Saturday's rally in support of clean water, treaty rights, Wisconsin's "prove it first" mining safeguards and a healthy, sustainable economy drew hundreds of people to the state Capitol.
"The bill that's before the legislature now sets a very dangerous precedent for our state's environmental laws," WNPJ's Carl Sack told WXOW from La Crosse. Other media covering the rally included WORT 89.9 FM, the Badger Herald and Daily Cardinal.
In related news, a Wisconsin Democracy Campaign analysis shows that supporters of mining deregulation gave Governor Walker $11.34 million and state legislators $4.25 million since 2010.
Photo: Members of the Bad River Tribe address the crowd at the state Capitol on January 26. Click here to see other pictures from the rally.
A new mining bill very similar to 2012's AB426 was introduced to the state legislature on January 16. This bill, the Penokee Hills Destruction Act, poses a significant threat to Wisconsin's environmental protections and public input for iron mining. A separate mining bill sponsored by Sen. Tim Cullen (D-Janesville) will be introduced next week.
An open letter from more than 75 organizations, including WNPJ, urges state legislators to maintain Wisconsin's mining safeguards. The newly proposed mining bill is nearly identical to last session's extreme measure, which would have endanged key wetlands and watersheds.
"This is the beginning of a new network of organizations both in Wisconsin and around the region concerned that Gogebic Taconite has worked to change mining laws based on false claims about the safety of taconite mining compared to metallic sulfide mining,” said Al Gedicks, Executive Secretary of the Wisconsin Resources Protection Council, a WNPJ member group.
Gedicks added that it makes no sense to repeal Wisconsin's strong "prove it first," or mining moratorium law, since "there is still no example of a mine ever successfully operating in metallic sulfide minerals."
Cullen proposal - 12/6/2012 (yellow highlights indicate troubling law changes)
On December 6, the Mining Impact Coalition hosted a forum at the Northland College Alvord Theater with Appalachian mining activist Bob Kincaid, Bad River Tribal Chair Mike Wiggins, and Jessica Koski from the Keweenaw Bay Indian Community in Michigan. All three speakers gave powerful testimony about how damaging metallic mining is to the health, economy, and water of the communities that are impacted. Kincaid pointed out that 4,000 people a year die from causes related to mining in Appalachia, and iron mining in Wisconsin would have similar effects here.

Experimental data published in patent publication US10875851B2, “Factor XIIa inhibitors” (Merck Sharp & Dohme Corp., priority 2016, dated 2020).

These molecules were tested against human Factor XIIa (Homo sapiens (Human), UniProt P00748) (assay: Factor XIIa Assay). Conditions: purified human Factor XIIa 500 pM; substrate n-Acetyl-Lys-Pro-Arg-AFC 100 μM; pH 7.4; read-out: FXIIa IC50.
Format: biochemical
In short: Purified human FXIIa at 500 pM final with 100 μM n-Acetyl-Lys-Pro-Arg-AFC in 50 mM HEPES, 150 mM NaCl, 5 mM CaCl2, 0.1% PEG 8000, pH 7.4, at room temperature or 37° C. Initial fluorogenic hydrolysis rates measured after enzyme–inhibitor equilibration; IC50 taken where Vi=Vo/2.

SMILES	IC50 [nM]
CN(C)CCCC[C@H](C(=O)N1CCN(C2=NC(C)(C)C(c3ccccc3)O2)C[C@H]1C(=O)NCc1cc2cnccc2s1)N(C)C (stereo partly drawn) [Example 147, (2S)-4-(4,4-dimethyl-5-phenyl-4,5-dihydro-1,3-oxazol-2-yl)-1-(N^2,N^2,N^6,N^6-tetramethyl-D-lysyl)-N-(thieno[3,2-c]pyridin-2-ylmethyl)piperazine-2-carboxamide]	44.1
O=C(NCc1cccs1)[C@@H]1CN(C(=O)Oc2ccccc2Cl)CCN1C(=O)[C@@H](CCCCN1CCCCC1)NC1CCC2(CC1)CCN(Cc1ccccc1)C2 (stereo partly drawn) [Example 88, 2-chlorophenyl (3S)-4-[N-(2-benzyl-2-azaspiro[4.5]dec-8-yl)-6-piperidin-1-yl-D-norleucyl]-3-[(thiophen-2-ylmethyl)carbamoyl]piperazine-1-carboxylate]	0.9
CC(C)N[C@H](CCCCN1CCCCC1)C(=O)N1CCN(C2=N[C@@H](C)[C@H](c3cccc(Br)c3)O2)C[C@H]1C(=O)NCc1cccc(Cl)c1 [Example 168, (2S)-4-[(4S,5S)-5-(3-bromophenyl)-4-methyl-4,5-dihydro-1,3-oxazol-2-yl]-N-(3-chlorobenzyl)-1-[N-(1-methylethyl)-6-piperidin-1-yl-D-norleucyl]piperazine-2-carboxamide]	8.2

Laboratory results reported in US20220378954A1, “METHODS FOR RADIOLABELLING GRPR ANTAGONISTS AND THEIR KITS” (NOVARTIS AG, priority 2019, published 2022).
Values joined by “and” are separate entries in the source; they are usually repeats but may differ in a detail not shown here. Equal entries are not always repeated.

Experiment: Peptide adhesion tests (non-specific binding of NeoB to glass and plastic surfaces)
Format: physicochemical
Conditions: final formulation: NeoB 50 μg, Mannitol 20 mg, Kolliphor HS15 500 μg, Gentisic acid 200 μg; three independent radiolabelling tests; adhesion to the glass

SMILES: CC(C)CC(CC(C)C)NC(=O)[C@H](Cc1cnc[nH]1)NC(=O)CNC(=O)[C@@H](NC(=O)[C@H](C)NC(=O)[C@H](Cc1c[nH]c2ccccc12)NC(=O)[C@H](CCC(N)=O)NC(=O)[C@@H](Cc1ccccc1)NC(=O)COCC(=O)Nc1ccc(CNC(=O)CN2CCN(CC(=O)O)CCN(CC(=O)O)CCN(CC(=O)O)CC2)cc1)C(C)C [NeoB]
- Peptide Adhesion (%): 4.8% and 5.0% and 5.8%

As Wisconsin families plan for Thanksgiving dinners, they don't know the boom in silica sand mining here for hydraulic fracturing ("fracking") elsewhere threatens our cranberry bogs, writes dairy farmer and vice-president of Family Farm Defenders Joel Greeno in the Capital Times.
"In addition to the loss of productive farmland, fracking uses huge amounts of water. Cranberry bogs are meticulously designed to take advantage of the water stored in the marshes, which is necessary for harvesting, and growers generally set aside seven acres of land for every acre planted to store this water. Marshes surrounded by sand pits will eventually lose water as it seeps into the pits, leaving berry growers high and dry."
By mid-2013, the Kewaunee nuclear reactor near Green Bay will be shuttered by its owner, Virginia-based Dominion Resources. But its toxic legacy will be far from over.
"Initial shutdown expenses for the creaking, leaking 39-year-old monster — waste management and reactor dismantling, containerizing and transporting to dump sites — are roughly predictable," John LaForge of Nukewatch, a WNPJ member group, writes in the Capital Times.
"Dominion, which bought Kewaunee in 2005 for $220 million, will 'record a $281 million charge in (2013’s) third quarter related to the closing and decommissioning.' But that’s just the earnest money. Literally endless expenditures will be required to keep Kewaunee’s radioactive wastes contained, monitored and out of drinking water for the length of time the federal appeals courts have declared is the required minimum — 300,000 years."
The Kewaunee nuclear reactor, near Green Bay, will be shut down in mid-2013, owner Dominion Resources announced.
Dominion had been trying to sell the reactor for a year and a half, but could not find a buyer.
In a statement, the company said the decision to mothball the nuclear reactor "was based purely on economics."
The Chicago Tribune reports, "Kewaunee is the first nuclear plant to shut its doors due to competition from natural gas. Production has jumped in recent years as new technologies like horizontal drilling and hydraulic fracturing, or 'fracking,' enable energy companies to tap the United States' vast shale reserves."